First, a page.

As the world’s supply of profitable fossil fuels dwindles down to the last drop (estimated to happen within the next 50 years), people are struggling to find an alternative fuel source. Several alternatives have been established with satisfactory results, such as wind power (windmills), hydro power, and in the form of our cars electric power. While these are all practical solutions, factors such as space, cost, and net energy gained as compared to gasoline prohibit them from truly thriving. Another energy alternative, solar power, unfortunately suffers from the same problems already listed (especially cost), however it has the highest potential use in the coming years as it’s one of the cleanest forms of energy around with a high energy output.
Solar energy comes in the form of solar panels, which are composed of photovoltaic cells. The entire system is extremely complex. Solar panels are built and pointed at the equator to achieve maximum efficiency, since they can only absorb light energy while the sun is present. The photovoltaic cells absorb sunlight and convert it to direct electricity using a method called the photoelectric effect. The photoelectric effect occurs when light shines on a metal surface and the surface emits electrons. These electrons given off are then collected and processed through semiconductors (composed of silicon), which then run through an electric current, allowing us to use the energy it produces. The entire process creates no harmful pollution or waste, which is what the planet needs considering the amount of pollution energy methods such as fossil fuels creates. However, it’s easy to see why such a complicated process is so expensive.
The biggest problem with these solar panels is the initial investment to obtain and install them. Fortunately the US government offers several tax rebates for those who choose to install solar panels on their homes, anywhere from 10% all the way to 30% of the original cost (according to EnergyStar, a major solar panel distributor). With enough use, solar panels eventually pay for themselves since most of the electricity a person will use is generated themselves, depending on how many panels the person chooses to install.
Another obvious problem solar energy has is the fact that the sun only shines during the day. If the sun doesn’t shine (at night or on cloudy days), solar panels can’t absorb light and create electricity. While this is certainly a problem, some solar power plants have become “hybrids,” meaning that during sunny days they absorb energy while during night and cloudy days they use natural gas to boil water, letting them continue to make electricity. This is also an environmentally-friendly energy alternative (although not as nice as solar energy), since natural gas burns much cleaner than gasoline does.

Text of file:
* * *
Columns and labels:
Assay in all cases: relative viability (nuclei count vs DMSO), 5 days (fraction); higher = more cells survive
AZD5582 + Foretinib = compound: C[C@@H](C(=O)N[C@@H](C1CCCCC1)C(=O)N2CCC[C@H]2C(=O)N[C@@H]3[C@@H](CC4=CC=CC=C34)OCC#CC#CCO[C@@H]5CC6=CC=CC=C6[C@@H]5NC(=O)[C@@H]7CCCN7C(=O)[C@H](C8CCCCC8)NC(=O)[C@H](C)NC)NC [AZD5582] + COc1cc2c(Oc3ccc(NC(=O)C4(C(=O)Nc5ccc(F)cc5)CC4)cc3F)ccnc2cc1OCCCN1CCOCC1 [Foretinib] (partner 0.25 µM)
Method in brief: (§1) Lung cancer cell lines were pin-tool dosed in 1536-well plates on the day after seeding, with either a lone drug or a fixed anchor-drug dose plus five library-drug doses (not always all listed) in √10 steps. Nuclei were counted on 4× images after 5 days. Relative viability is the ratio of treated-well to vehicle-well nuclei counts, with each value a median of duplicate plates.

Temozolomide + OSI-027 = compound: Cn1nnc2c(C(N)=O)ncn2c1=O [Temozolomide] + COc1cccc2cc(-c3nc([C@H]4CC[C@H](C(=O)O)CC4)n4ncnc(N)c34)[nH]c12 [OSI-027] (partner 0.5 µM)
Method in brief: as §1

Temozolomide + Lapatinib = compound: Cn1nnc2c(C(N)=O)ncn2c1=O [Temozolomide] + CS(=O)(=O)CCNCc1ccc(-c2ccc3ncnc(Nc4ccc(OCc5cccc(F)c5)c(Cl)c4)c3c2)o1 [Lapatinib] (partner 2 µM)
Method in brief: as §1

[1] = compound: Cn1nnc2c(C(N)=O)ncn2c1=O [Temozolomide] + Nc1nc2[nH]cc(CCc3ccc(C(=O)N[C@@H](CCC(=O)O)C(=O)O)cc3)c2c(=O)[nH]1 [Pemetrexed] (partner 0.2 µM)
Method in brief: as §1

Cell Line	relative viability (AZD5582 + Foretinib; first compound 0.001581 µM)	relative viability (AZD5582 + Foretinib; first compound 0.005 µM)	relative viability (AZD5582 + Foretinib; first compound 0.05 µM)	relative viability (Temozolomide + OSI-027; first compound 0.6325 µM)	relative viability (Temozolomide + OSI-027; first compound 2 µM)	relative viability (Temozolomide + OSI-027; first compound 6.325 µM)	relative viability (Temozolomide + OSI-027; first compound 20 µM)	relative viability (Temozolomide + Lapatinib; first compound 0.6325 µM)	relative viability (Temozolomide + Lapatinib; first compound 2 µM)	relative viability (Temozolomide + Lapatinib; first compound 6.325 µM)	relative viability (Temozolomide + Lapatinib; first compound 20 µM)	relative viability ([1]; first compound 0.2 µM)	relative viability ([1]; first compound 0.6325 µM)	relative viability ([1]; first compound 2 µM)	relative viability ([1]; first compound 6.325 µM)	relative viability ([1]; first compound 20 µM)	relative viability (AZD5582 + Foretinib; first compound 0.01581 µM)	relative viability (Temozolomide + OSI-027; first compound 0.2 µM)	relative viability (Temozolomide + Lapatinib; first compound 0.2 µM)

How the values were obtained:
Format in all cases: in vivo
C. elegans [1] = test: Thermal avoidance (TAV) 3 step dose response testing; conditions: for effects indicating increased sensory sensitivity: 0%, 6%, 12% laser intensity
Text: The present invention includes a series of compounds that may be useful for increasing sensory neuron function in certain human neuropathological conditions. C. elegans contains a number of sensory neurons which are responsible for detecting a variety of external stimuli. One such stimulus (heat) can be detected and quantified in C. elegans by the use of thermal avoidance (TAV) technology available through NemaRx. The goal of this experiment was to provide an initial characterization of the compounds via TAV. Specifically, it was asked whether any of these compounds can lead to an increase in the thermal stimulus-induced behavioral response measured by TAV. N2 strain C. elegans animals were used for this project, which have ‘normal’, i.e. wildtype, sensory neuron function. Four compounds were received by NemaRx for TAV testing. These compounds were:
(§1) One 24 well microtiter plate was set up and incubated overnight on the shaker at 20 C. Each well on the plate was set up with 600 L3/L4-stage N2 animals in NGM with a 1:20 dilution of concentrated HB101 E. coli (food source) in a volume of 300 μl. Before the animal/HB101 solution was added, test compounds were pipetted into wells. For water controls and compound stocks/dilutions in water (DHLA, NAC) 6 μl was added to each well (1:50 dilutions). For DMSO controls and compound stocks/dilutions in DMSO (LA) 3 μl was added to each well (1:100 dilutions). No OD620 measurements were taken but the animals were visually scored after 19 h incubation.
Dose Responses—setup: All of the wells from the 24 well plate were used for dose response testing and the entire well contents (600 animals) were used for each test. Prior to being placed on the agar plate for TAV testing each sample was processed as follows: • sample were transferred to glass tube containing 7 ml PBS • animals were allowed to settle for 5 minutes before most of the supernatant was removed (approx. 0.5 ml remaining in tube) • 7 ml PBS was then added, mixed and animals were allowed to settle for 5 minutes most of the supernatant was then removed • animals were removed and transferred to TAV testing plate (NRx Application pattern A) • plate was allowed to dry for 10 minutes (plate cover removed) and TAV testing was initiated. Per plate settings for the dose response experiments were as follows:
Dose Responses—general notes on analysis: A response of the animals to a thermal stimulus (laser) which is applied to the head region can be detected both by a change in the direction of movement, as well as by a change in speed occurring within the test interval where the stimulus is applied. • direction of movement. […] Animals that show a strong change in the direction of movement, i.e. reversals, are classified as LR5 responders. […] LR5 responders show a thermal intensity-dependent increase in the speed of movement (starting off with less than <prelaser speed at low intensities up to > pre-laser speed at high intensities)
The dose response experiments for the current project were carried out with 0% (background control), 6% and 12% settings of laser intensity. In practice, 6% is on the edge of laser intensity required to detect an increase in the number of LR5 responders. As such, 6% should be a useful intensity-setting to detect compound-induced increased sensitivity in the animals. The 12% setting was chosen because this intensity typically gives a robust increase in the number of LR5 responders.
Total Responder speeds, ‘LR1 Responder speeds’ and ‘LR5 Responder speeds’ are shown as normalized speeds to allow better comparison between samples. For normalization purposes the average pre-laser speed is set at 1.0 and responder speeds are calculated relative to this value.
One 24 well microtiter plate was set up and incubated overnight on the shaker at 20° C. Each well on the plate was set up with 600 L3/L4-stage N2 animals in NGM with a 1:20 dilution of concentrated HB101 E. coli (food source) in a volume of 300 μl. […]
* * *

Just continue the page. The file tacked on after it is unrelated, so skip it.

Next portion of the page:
Since their development in the late 50’s, solar cell technology has come a long way into making it to the mainstream. Actor and staunch environmentalist Ed Begley Jr. lives in a completely “self-sufficient home powered by solar energy.” Since it is a completely pollution-free alternative energy source, several environmentalists such Begley have adopted it and see it as the energy source of the future. Solar panels have also been used on a number of satellites in space, such as the Telstar, Syncom, and the Vanguard I, which is the oldest satellite to still be orbiting around the Earth.
While solar energy is starting to look like a more permanent solution for the future’s energy problems, it is still a seldom-used technology. Only 0.04% of the world’s energy supply is created from solar panels (source: IEA), which is very little in the grand scheme. However, with further tax breaks and rebates as incentives, along with further research to develop solutions to problems such as not always having the sun exposed to produce light, solar energy can certainly become a dominate energy supplier in the years to come.